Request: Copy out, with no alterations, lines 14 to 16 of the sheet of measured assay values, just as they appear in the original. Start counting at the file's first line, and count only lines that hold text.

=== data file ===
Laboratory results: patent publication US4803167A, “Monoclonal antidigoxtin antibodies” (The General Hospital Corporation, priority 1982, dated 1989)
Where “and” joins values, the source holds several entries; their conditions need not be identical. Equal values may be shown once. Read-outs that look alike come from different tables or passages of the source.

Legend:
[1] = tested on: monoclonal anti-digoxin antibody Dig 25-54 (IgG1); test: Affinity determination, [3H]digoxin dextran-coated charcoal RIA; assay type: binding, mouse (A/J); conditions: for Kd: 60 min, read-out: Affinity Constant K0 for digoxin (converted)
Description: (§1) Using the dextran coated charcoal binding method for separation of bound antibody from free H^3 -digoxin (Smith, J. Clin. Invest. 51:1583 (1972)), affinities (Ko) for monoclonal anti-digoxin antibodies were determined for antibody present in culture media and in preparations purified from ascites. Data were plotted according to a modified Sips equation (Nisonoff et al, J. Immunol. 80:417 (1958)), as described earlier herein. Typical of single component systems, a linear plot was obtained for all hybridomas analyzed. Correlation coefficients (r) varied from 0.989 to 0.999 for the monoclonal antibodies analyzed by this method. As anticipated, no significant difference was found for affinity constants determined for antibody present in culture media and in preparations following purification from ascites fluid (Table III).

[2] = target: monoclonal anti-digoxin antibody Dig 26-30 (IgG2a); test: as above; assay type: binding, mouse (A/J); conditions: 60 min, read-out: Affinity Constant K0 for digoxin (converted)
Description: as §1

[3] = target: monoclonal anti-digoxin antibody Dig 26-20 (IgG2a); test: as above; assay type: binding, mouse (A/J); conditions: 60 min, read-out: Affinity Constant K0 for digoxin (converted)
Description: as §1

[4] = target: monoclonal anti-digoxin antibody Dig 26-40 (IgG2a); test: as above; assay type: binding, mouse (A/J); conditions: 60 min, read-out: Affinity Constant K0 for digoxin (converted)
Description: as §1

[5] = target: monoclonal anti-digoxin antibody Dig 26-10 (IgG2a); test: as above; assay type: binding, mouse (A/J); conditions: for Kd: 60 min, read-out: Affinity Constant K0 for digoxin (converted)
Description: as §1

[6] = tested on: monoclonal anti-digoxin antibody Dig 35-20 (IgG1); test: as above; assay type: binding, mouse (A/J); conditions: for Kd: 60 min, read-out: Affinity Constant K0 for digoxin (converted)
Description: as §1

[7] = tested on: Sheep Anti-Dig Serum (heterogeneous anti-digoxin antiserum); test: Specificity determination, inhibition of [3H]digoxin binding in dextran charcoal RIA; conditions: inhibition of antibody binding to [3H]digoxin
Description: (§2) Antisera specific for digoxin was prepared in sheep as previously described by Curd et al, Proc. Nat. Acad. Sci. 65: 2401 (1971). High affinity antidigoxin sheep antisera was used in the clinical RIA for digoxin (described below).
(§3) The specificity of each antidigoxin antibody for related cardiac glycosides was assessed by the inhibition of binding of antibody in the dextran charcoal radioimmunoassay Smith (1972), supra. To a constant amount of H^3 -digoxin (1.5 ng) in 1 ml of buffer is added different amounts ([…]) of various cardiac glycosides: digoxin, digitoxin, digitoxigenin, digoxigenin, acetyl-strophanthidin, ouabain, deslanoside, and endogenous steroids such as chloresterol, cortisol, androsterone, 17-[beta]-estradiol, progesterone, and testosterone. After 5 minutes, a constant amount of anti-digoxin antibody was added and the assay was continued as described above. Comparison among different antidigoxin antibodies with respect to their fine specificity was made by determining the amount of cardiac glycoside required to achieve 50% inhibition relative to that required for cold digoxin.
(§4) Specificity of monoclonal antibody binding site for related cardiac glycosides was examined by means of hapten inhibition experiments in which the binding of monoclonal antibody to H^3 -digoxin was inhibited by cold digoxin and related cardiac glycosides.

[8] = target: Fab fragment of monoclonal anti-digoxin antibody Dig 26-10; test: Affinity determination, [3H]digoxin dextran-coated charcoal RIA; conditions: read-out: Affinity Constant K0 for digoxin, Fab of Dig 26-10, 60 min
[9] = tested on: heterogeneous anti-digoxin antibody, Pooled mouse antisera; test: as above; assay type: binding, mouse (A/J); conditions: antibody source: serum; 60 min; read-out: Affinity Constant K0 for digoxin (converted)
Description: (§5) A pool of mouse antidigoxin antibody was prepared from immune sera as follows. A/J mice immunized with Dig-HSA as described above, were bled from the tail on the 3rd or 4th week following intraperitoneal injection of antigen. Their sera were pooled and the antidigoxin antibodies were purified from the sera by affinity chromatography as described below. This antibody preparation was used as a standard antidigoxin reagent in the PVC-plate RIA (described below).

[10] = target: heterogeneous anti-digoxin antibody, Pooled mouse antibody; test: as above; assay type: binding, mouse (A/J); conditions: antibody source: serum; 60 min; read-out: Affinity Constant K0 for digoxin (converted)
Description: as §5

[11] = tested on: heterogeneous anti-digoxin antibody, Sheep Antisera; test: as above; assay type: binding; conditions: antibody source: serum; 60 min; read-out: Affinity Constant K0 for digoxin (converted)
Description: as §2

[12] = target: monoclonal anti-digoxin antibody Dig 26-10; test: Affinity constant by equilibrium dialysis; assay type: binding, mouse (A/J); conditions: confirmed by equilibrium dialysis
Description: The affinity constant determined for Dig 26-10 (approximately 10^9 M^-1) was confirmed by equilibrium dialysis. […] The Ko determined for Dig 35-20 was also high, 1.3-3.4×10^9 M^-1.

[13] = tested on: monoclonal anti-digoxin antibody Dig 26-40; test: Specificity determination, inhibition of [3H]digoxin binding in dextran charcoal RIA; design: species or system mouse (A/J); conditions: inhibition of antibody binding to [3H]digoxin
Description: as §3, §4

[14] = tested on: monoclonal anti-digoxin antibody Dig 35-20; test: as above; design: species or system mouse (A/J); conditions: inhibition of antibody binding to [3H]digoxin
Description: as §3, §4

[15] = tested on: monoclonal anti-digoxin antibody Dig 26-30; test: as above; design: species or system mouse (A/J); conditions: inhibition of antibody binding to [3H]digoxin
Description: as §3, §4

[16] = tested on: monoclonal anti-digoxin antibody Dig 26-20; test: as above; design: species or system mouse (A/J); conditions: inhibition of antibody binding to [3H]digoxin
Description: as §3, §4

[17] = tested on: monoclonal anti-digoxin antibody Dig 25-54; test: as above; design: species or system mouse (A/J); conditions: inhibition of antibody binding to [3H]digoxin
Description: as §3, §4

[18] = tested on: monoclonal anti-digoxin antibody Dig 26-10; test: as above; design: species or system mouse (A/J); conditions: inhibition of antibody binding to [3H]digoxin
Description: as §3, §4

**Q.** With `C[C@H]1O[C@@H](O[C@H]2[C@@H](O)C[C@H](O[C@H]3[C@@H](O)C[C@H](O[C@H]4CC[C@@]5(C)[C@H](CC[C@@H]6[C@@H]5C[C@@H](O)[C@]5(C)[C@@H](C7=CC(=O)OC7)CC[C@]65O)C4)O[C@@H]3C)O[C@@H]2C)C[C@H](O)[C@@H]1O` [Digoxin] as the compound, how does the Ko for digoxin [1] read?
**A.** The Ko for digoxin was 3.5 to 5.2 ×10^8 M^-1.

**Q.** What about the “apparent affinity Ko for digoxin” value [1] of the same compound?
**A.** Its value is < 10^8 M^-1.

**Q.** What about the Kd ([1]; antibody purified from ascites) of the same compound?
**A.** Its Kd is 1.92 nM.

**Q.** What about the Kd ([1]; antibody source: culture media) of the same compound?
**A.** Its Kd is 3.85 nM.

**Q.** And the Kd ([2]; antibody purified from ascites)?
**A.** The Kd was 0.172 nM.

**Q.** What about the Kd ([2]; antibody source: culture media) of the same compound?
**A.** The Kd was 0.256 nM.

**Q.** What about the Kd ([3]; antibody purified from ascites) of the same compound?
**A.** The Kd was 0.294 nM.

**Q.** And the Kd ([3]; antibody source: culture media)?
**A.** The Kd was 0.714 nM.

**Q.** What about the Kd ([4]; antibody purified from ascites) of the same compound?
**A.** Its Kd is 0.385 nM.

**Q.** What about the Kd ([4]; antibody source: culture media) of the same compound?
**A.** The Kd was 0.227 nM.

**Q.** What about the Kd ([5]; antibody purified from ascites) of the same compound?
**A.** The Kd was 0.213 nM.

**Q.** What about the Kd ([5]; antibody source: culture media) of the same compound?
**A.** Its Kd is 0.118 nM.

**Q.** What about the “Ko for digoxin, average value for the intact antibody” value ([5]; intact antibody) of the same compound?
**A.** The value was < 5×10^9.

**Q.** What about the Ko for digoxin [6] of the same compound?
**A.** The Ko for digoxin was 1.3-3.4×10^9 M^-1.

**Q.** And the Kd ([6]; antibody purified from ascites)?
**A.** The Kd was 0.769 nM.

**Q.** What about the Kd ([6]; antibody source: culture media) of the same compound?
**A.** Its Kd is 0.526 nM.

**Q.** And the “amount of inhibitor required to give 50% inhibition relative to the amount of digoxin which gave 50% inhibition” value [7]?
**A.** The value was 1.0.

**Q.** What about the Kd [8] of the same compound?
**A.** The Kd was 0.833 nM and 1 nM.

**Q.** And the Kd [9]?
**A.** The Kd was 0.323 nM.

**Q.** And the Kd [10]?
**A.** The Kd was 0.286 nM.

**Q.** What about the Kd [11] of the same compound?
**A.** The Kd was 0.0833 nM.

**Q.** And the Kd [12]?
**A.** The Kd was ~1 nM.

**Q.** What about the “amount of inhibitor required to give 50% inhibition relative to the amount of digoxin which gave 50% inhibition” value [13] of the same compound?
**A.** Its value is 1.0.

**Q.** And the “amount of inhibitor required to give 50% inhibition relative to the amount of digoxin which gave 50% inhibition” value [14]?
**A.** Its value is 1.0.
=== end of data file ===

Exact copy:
[6] = tested on: monoclonal anti-digoxin antibody Dig 35-20 (IgG1); test: as above; assay type: binding, mouse (A/J); conditions: for Kd: 60 min, read-out: Affinity Constant K0 for digoxin (converted)
Description: as §1

[7] = tested on: Sheep Anti-Dig Serum (heterogeneous anti-digoxin antiserum); test: Specificity determination, inhibition of [3H]digoxin binding in dextran charcoal RIA; conditions: inhibition of antibody binding to [3H]digoxin